OAKLAND - United States Attorney Scott N. Schools announced that defendants Mirza Ali and Sameena Ali, husband and wife, and defendants Keith Griffen and William Glushenko, were sentenced yesterday for their role in devising a scheme to defraud Microsoft Corporation by obtaining discounted software under false pretenses. The scheme involved purchasing more than $29 million worth of software that was steeply discounted for academic institutions, and selling it to non-academic entities, in violation of the Microsoft agreement.
United States District Court Judge, Claudia Wilken sentenced Mirza Ali, 60, of Fremont and Sameena Ali, 53, also of Fremont, to 60 months imprisonment, forfeiture in the amount of $5,105,977, restitution to Microsoft Corporation in the amount of $20,000,000, 3 years of supervised release, and $3,000 in special assessments. Keith Griffen, 56, of Oregon City, Oregon, was sentenced to 33 months of imprisonment, restitution to Microsoft Corporation in the amount of $20,000,000, 3 years of supervised release, and $900 in special assessments. William Glushenko, 66, was sentenced to 1 year probation and 100 hours of community service after pleading guilty to misprision of a felony.
The Alis, former owners of Samtech Research Inc., were convicted on November 28, 2006, of 30 counts of conspiracy, mail fraud, wire fraud, and money laundering. Mr. Griffen, was convicted of nine counts of conspiracy, mail fraud, and wire fraud. According to the evidence presented in a stipulated bench trial, from January 1997 through January 2001, the Alis and Mr. Griffen formed several nominee corporations and purchased existing corporations holding Microsoft licensing agreements for the purpose of participating in Microsoft's Authorized Education Reseller (AER) program, a program that provides Microsoft software at steeply discounted prices for resale to academic institutions only. In 1996, after the Alis were audited by Microsoft and removed from the AER program for failure to comply with its terms, the Alis formed new corporations in the names of others to disguise their identity from Microsoft and reenter the AER program. In 1999, when Microsoft stopped accepting AER applications from new corporations, the Alis and Mr. Griffen, in the names of others, bought small companies throughout the United States that held Microsoft AER licensing agreements and thereafter continued to purchase academic software products. Using these nominee entities, the Alis and their co-conspirators purchased more than $29 million worth of AER software from Microsoft and sold this software to non-academic entities, in violation of the Microsoft agreement, for a profit of more than $5 million. The Alis were also convicted of laundering the proceeds of this scheme, including purchasing real property in the name of their college age son and wiring more than $300,000 of the proceeds from the illegal sales of the Microsoft educational software to Pakistan.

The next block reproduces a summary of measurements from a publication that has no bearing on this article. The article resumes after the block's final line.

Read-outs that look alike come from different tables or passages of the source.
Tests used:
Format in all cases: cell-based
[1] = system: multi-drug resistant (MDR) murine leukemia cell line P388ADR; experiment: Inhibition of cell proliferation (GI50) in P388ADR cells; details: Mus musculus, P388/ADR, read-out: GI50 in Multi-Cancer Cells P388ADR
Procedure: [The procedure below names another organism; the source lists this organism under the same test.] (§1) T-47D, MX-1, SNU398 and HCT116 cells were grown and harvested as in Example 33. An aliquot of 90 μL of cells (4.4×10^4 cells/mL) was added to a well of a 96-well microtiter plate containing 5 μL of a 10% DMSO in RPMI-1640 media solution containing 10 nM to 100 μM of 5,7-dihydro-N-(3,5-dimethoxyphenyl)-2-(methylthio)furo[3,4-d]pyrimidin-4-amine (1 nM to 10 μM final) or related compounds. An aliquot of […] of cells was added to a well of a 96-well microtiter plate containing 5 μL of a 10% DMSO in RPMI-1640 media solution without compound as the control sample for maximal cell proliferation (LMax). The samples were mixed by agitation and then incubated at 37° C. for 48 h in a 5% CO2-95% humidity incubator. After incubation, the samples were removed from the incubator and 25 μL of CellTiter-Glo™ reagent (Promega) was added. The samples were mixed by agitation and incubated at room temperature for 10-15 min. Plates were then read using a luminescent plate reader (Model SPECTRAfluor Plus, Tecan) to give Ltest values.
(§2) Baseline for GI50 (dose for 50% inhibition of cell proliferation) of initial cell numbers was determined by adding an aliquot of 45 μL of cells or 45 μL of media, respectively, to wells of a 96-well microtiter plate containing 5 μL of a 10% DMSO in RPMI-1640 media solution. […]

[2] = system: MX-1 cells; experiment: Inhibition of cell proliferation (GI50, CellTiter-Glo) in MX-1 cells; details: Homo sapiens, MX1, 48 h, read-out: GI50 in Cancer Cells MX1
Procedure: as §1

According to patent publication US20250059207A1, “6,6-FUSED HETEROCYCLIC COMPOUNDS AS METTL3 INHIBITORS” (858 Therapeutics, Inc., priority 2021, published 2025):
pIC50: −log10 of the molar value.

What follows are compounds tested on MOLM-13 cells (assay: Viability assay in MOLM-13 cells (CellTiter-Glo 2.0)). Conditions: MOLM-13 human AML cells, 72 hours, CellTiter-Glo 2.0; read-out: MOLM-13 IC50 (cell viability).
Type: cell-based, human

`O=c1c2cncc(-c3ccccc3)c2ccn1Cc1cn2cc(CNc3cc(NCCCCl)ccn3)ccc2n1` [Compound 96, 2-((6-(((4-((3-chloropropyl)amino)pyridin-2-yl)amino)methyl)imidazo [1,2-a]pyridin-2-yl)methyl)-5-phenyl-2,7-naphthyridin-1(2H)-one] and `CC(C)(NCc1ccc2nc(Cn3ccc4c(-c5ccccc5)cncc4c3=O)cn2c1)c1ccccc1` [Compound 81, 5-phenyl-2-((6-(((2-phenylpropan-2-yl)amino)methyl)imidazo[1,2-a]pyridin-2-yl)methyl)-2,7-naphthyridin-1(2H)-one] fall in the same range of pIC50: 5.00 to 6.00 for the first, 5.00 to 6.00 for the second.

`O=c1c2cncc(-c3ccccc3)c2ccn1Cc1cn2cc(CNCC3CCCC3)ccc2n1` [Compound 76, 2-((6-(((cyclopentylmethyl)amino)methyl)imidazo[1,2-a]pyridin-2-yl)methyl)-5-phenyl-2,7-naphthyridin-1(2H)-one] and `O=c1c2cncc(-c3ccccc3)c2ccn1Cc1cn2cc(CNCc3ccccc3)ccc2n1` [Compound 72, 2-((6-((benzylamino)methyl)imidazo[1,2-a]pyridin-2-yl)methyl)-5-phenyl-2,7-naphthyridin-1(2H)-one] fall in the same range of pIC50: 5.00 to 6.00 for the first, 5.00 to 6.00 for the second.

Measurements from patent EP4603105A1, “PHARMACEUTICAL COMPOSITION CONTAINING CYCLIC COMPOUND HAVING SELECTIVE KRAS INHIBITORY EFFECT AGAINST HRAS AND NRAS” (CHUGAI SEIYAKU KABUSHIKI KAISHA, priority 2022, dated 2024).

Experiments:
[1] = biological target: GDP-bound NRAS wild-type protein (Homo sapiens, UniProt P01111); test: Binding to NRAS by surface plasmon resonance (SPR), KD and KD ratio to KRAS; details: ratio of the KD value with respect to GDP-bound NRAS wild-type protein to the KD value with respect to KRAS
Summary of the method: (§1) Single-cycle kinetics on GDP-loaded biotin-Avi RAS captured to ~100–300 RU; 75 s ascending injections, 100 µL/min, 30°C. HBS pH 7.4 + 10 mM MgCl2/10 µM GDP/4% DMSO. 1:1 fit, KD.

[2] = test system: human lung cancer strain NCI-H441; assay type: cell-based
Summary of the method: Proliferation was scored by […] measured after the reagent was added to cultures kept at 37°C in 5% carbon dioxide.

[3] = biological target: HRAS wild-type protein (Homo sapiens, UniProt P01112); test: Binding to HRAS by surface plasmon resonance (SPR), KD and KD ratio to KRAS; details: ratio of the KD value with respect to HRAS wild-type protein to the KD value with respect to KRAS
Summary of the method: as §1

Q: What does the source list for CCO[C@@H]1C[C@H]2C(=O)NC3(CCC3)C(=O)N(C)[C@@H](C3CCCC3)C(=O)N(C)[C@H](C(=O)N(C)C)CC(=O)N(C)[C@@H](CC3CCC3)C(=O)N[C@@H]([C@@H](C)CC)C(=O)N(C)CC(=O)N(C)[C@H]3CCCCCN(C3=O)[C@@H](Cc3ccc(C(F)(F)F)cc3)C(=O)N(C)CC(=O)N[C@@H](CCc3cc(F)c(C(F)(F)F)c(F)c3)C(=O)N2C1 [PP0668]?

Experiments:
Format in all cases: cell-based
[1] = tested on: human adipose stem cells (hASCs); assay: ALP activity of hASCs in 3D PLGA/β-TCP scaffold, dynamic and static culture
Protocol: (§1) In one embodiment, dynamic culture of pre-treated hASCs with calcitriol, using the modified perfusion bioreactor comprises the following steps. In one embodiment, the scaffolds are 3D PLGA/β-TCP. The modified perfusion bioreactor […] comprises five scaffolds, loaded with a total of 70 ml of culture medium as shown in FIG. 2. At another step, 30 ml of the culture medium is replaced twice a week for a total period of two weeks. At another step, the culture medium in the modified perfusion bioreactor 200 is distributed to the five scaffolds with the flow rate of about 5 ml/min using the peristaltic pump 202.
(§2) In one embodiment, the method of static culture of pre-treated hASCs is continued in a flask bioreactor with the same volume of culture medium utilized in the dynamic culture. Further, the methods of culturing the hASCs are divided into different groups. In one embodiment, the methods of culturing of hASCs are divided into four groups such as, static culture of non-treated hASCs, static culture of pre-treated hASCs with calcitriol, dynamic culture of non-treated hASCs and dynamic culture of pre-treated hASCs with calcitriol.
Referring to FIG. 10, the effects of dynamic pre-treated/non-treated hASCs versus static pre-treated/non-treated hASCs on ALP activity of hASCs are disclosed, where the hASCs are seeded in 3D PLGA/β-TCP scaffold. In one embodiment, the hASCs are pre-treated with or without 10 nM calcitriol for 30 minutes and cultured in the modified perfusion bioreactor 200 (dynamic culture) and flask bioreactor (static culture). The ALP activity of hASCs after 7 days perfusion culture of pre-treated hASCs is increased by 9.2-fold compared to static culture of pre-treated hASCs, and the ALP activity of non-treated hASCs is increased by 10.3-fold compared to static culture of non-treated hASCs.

These convictions resulted from "Operation Cyberstorm," a two-year undercover investigation into software piracy and related crimes conducted by agents from Federal Bureau of Investigation, Internal Revenue Service-Criminal Investigation, and REACT Task Force. Doug Wilson, Brian Stretch, and Stephen G. Corrigan are the Assistant U.S. Attorneys who prosecuted this case with the assistance of Kathleen Glynn, Cynthia Daniel and Noble Hughes.
A copy of this press release may be found on the U.S. Attorney's Office's website at www.usdoj.gov/usao/can.
Electronic court filings and further procedural and docket information are available at https://ecf.cand.uscourts.gov/cgi-bin/login.pl.
Judges' calendars with schedules for upcoming court hearings can be viewed on the court's website at http://www.cand.uscourts.gov/
All press inquiries to the U.S. Attorney's Office should be directed to Natalya LaBauve at (415) 436-7055 or by email at Natalya.LaBauve@usdoj.gov.
Case #: CR-02-40081CW